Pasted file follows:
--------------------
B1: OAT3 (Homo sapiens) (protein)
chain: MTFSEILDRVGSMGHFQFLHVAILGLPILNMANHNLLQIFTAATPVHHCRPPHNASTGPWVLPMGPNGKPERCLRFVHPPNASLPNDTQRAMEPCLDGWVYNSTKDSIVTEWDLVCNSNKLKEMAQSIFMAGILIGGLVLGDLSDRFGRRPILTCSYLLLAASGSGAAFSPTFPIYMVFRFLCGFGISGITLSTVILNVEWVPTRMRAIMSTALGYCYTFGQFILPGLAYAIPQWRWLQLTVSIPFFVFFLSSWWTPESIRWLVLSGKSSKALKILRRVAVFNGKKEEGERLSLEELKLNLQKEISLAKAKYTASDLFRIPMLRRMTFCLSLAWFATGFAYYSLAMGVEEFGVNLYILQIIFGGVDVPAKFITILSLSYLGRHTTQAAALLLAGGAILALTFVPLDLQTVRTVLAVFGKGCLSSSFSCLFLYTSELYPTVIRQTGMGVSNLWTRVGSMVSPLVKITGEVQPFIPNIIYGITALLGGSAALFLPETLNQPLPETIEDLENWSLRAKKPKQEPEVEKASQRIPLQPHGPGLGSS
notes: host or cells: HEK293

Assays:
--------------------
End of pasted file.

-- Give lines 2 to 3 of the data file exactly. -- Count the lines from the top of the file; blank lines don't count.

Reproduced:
chain: MTFSEILDRVGSMGHFQFLHVAILGLPILNMANHNLLQIFTAATPVHHCRPPHNASTGPWVLPMGPNGKPERCLRFVHPPNASLPNDTQRAMEPCLDGWVYNSTKDSIVTEWDLVCNSNKLKEMAQSIFMAGILIGGLVLGDLSDRFGRRPILTCSYLLLAASGSGAAFSPTFPIYMVFRFLCGFGISGITLSTVILNVEWVPTRMRAIMSTALGYCYTFGQFILPGLAYAIPQWRWLQLTVSIPFFVFFLSSWWTPESIRWLVLSGKSSKALKILRRVAVFNGKKEEGERLSLEELKLNLQKEISLAKAKYTASDLFRIPMLRRMTFCLSLAWFATGFAYYSLAMGVEEFGVNLYILQIIFGGVDVPAKFITILSLSYLGRHTTQAAALLLAGGAILALTFVPLDLQTVRTVLAVFGKGCLSSSFSCLFLYTSELYPTVIRQTGMGVSNLWTRVGSMVSPLVKITGEVQPFIPNIIYGITALLGGSAALFLPETLNQPLPETIEDLENWSLRAKKPKQEPEVEKASQRIPLQPHGPGLGSS
notes: host or cells: HEK293